With the arable lands around the Lake beginning to attract settlers in the late 19-aughts, the Turner-Hamilton Real Estate Company out of Winnipeg, Manitoba, bought up lapsed pre-emptions and other properties in around Crawford Bay, sub-divided them into 10-acre plots and marketed them as fruit farms. They sold well, especially to settlers of British origin who soon had fields of potatoes, onions and strawberries growing and a new wharf built to which the Kaslo of the International Navigation and Trading Company called twice a week until she sank in 1910.
        Despite the loss of the Kaslo, 1910 was a watershed year for Crawford Bay. A branch of the Farmers’ Institute was organized under the presidency of F.W. Simpson, and that November F.J. Cody convened the area’s first school classes in the newly built community hall. Come 1911, when the CPR’s ancient Nelson began calling by daily except Sunday, Crawford Bay held its first annual sports day and Fall Fair.
        The packtrail to Kootenay Bay was improved into a waggon road in 1912. The Nelson was retired in 1913 and replaced on the Crawford Bay run by the tug Ymir which was succeeded by the unreliable launch, Nelson, for a few months in 1914 until the great Moyie added “Port Crawford” to its schedule.
        Crawford Bay probably achieved the acme of its existence about the year that the Great War began, 1914. Apple orchards were well established and producing, strawberry yields were reliable, and cherry trees had proved that they could survive and were being planted. Dairying had caught on, with the produce finding a ready market in Nelson. On April 14th the local ladies organized the Crawford Bay Women’s Institute with Anne Gooch as president. It became so influential in regional affairs that it even attracted the famous Emmeline Pankhurst to speak on women’s rights and suffrage in 1921. In 1917 a real school was built near the bridge which carried the Kootenay Bay–Gray Creek packtrail over Crawford Creek, and by then the Crawford Bay Co-op had built a feed shed and packing house. By 1920 the entire packtrail had been converted into a waggon road along which the area’s first car, a Model “T” Ford, honked its way. That year, too, a store and post office was built at the bridge, the centre of a growing community, and Commander M.J. Harrison raised his self-named Memorial Church and opened it to all denominations. Since 1944 it has been in the care of the Anglican congregation.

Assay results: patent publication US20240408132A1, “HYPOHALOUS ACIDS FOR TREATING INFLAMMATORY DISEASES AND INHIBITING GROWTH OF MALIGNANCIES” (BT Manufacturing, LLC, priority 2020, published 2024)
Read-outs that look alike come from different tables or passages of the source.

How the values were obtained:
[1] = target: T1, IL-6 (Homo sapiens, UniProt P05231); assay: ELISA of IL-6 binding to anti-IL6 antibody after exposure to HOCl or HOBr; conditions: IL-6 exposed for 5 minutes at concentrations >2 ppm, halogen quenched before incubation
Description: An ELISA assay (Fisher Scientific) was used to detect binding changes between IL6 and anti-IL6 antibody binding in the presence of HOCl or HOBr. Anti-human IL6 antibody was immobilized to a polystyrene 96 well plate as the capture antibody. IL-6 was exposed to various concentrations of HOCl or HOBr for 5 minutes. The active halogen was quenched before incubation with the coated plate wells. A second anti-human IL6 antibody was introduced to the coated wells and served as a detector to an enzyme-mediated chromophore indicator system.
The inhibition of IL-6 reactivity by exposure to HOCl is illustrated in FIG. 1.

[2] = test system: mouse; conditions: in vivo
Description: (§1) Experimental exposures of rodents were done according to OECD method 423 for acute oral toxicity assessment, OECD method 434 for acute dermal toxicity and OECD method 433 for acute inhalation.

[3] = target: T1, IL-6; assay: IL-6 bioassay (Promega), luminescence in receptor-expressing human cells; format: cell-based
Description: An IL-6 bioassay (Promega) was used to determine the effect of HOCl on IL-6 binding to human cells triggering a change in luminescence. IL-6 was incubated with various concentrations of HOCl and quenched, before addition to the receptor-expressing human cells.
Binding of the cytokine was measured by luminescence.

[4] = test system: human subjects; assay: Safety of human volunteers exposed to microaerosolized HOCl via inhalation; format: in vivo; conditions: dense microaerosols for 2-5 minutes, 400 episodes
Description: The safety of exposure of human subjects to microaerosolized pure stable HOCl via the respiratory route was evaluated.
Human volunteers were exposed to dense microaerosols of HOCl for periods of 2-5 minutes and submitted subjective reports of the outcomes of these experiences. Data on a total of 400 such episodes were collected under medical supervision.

Crawford Bay coasted through the ‘20s, blithely unaware that the coming Depression would destroy the market for its fruit. The completion in 1931 of the road up the East Shore from Creston to Gray Creek instituted regular cross-Lake ferry service from the latter settlement to the West Arm, making the shipment of Crawford’s fruit independent of the much-reduced boat service into the Bay, but by the time that the new community hall was raised by the Crawford Creek bridge in 1937, the “little cherry disease” had ruined the orchard trees anyway. The Second World War did little but spirit away the Bay’s youngsters, but the improvement of the East Shore road into the Interprovincial Highway in 1946 and its designation as the Crowsnest Highway in 1948 brought vastly increased traffic through the region. With the reopening of the Bluebell works in the spring of 1952 Crawford Bay fairly boomed with new residents and a jump in land values. Perceiving an opportunity to prosper from the local dearth of recreational facilities, in 1965 the Kokanee Springs Resort bought up large tracts, uprooted old orchards, cleansed its properties of unsightly, historic farm buildings, including Arthur Houghton’s original pre-emption dwelling known as the “Black Shack” because it was constructed of burned-over logs. The only reminder of Crawford Bay’s agricultural past that was spared was the old fruit-packing shed. Though the Resort’s planned ski hill never materialized, its 18-hole—6,193 yards from the “whites”—golf course is very popular and its hunting and fishing expeditions well patronized.
        Expanding the region’s economic base around the same time as the Resort was being organized was the International Marble and Stone Company which in 1964 commenced quarrying dolomite on Crawford Creek. In 1969 the company sunk a mine into the deposit to obtain cleaner material which it trucks south down the No.3 to its plant at Sirdar where it is crushed into an agricultural soil conditioner and construction materials.
        Looking at Crawford Bay today the visitor is hard-pressed to imagine that this was once a vibrant community. Though it is home to the regional comprehensive school and still hosts a fall fair, it is a pretty quiet place. Perhaps if the “Crawford Bay Centaur” put in an occasional appearance, the local tourist industry might boom. The creature was spotted in the autumn of 1900 by W.J. Kane, master of the much-travelled Marion. No one, however, thought to record the recipe of the “eye medicine” the good captain favoured, so the Centaur hasn’t been seen since.
        Crossing the 1992 concrete span over Crawford Creek at the head of the Bay and noting the casual airfield laid out on the foreshore flats to the right, the traveller is half way out of the settlement.
        
Gray Creek

        Some six kilometres south of Crawford Bay and almost opposite Cape Horn is the little wide-spot of Gray Creek, a former steamboat landing which got its start as Ironton, a failed mining camp to which a community of largely British colonists came at the turn of the twentieth century to plant orchards around the Bay. Evidence of their work is still to be found in the odd bit of terracing and surviving fruit tree, but inexperience, climate, isolation and disease combined to defeat their commercial ventures.